Judge George Moorhouse is said to have wholly disregarded sentencing guidelines on domestic abuse. Photograph: TopFoto/UPP
Three police and crime commissioners have taken the unprecedented step of calling for a leading judge to be investigated for misconduct on the grounds that he has “wholly disregarded sentencing guidelines on domestic abuse”.
As a result of this, they claim, he has “failed to deliver justice for the public”.
Vera Baird, the commissioner for Northumbria, and Barry Copinger and Ron Hogg, her equivalents in Cleveland and Durham, have handed to the Judicial Conduct Investigations Office (JCIO) a dossier of cases presided over by Judge George Moorhouse, who sits at Teesside crown court. These cases, they say, show that the judge is far too lenient to domestic abusers. This extraordinary intervention will put the commissioners on a collision course with the judiciary.
Their incendiary claims have been taken up by victim support campaigners, who say that the sentencing of domestic abusers is a postcode lottery, with judges in certain parts of the country extremely soft on men who assault their partners.
The three commissioners initially complained about Moorhouse’s decision not to award a custodial sentence to a violent abuser. Anthony Bruce was given a 12-month suspended sentence after biting and throttling his wife, before holding a knife to her throat and shooting her in the foot with a pellet gun. Shortly after sentencing, Bruce bragged on Facebook: “The cunt didn’t win, I’m free.”
But the JCIO refused to examine the commissioners’ complaint about the sentence on the grounds that there was no evidence of misconduct.
Now the three commissioners have dramatically upped the ante, providing examples of Moorhouse’s sentencing history that they say raise “an issue of misconduct through neglect of duty”.
The dossier they have assembled includes the case of Ryan Phillips, who attacked a woman he knew after she grabbed him by the arm. Phillips punched and kicked the woman, causing her significant blood loss and a brief loss of consciousness.
At the end of the trial, Moorhouse commented that “anyone who uses their feet deserves to go to prison – it is a serious matter”. But instead he gave Phillips a six-month jail sentence suspended for 12 months after the jury found him guilty of assault occasioning actual bodily harm, a charge he had denied.
Another case is that of Michael Brown, who erupted in a drunken rage following a reconciliation meeting with the mother of his children, Cerie Daniel. Brown grabbed Daniel and punched and kicked her. He also assaulted her two friends. Moorhouse gave Brown a three-month sentence, suspended for a year, after he admitted three charges of assault. Daniel said that she was devastated by the verdict.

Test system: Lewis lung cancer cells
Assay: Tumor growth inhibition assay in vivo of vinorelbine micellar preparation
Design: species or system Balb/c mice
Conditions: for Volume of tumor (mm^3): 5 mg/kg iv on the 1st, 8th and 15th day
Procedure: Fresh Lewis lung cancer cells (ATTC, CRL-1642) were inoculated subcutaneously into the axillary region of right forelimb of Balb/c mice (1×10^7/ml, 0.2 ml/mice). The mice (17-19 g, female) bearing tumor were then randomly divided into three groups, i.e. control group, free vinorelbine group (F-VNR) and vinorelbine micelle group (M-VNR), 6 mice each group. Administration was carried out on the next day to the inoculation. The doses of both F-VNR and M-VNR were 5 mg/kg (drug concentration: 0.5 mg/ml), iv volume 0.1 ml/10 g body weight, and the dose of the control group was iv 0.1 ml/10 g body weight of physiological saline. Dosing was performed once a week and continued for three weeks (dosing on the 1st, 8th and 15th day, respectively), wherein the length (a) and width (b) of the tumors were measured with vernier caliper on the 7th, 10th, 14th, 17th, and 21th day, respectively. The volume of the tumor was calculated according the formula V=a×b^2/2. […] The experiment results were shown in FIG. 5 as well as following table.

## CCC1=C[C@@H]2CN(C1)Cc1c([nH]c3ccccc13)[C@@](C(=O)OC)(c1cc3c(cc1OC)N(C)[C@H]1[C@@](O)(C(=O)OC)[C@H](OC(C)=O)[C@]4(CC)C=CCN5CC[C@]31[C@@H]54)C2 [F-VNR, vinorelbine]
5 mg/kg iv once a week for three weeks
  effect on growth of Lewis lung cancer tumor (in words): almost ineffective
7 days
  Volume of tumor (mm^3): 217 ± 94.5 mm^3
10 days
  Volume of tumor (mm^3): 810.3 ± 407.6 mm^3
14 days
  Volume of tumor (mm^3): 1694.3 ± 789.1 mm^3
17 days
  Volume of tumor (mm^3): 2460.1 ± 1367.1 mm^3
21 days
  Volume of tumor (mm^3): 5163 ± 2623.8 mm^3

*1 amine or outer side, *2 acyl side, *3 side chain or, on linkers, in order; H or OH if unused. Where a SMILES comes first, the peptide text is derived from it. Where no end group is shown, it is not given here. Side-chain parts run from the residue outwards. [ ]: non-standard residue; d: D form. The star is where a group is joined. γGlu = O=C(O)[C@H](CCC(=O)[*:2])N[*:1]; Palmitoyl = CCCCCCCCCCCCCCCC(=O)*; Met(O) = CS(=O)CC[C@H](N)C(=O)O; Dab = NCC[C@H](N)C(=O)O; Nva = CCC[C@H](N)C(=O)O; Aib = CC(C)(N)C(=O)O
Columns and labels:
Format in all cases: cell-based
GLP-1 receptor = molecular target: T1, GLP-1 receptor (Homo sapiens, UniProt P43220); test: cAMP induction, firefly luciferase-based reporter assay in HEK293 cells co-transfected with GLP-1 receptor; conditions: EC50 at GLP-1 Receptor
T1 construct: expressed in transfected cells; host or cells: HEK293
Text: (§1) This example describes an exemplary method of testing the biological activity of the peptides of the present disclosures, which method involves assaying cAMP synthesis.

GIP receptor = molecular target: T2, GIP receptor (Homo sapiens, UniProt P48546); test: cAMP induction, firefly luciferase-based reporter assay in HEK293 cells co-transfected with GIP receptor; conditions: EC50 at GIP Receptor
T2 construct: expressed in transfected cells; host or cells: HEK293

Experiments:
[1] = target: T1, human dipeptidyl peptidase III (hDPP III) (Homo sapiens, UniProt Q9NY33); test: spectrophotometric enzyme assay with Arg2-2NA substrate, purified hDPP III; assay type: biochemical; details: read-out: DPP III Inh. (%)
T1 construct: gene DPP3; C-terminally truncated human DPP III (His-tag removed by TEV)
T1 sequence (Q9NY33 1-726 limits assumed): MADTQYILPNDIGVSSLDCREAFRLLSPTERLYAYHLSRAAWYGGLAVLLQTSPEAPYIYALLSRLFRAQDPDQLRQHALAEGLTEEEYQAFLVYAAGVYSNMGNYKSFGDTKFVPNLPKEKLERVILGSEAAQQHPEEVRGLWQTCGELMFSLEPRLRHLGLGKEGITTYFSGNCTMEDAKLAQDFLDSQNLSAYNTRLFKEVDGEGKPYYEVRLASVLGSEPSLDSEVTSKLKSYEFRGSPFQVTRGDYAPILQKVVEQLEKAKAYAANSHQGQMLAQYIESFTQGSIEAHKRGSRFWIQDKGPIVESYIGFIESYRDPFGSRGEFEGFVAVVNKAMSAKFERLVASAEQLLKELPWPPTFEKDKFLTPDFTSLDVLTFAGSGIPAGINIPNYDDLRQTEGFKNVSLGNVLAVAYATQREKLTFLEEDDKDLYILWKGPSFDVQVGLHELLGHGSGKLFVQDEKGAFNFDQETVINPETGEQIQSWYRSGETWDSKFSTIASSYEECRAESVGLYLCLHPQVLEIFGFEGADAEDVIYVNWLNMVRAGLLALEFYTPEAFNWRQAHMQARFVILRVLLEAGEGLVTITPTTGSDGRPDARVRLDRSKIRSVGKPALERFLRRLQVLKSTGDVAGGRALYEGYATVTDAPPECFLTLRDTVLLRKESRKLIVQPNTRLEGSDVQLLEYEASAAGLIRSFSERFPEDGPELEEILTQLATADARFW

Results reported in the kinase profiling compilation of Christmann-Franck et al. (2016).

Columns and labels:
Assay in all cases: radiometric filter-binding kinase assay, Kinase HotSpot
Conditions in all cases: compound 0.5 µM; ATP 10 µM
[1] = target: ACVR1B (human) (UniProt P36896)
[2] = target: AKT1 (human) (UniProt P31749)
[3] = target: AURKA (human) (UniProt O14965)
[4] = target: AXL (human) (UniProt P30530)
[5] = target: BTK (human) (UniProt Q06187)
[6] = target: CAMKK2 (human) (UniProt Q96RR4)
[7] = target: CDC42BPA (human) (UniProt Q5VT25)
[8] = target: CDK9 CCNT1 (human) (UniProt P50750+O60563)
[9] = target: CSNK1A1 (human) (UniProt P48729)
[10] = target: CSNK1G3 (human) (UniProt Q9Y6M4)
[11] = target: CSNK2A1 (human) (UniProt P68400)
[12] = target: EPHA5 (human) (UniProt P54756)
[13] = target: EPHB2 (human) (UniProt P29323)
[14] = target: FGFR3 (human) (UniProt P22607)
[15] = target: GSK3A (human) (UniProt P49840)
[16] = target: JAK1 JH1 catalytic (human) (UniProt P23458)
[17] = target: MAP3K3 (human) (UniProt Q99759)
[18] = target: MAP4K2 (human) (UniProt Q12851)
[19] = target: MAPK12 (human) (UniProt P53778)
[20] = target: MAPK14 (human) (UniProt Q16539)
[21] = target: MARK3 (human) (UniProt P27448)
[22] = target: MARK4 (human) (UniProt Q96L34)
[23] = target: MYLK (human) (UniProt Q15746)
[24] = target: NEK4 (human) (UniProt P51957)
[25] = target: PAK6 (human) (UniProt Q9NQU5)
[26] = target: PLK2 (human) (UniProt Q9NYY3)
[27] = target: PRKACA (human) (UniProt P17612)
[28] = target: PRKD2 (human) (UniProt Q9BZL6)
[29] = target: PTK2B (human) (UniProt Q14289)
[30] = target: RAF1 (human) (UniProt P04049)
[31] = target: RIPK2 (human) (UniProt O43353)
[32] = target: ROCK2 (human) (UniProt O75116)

After leaving court, Brown crowed: “I haven’t even got community service, or anything” and reportedly danced an “Irish jig” with his friends.
In another case, Martin Clarkson attacked his former wife, Sarah Dowse, in the street, repeatedly stabbing her in the head with a pocketknife. She also suffered a fractured cheekbone. Following the attack, Clarkson went to the home of another former wife and boasted he had given Dowse’s face “a good kicking”. Moorhouse gave him a 15-month suspended sentence after he admitted inflicting grievous bodily harm.
Anthony James bombarded his estranged wife with texts and was given a police caution for harassment. Soon after receiving the caution, he rammed her car with his own. James, who had previously been convicted of assaulting a different former partner, was given a six-month prison sentence, suspended for two years, and ordered to carry out 100 hours of unpaid community work.
The three commissioners say in their new letter that domestic abuse “is endemic in our communities”. They claim there are as many as 100,000 cases of domestic violence a year in their three regions and that Moorhouse’s actions are a form of discrimination because they undervalue the impact of domestic violence on women.
“The duty to consider disciplinary action is all the sharper because the judge, being aware that there is no appeal to correct any sentence he imposed, had a particularly acute duty to adhere to law and practice,” the three write. “This is not an appeal against this sentence, none being available from any forum. It is a complaint about this judge.”
Criminal justice experts said the cases highlighted the need for the law to consider the context of domestic violence. Harry Fletcher, who is spearheading a campaign to introduce tougher laws on domestic abuse, said: “The experiences of these women in the north-east are not uncommon and underline the need for coercive control to become an offence.”
This would mean judges examining the totality of an offender’s behaviour to determine whether there was a pattern of abuse. “The sentencing of domestic violence cases is a postcode lottery,” Fletcher added. “There needs to be redress for victims if sentencers fail to adhere to guidelines. Elfyn Llwyd MP will be tabling amendments to the serious crime bill before Christmas to make domestic violence an offence. He will have all-party support.”
A spokesman for the Judicial Conduct Investigations Office said: “The JCIO has replied to the three PCCs’ letter, giving the reasons why it is unable under its terms of reference to investigate complaints about sentencing.”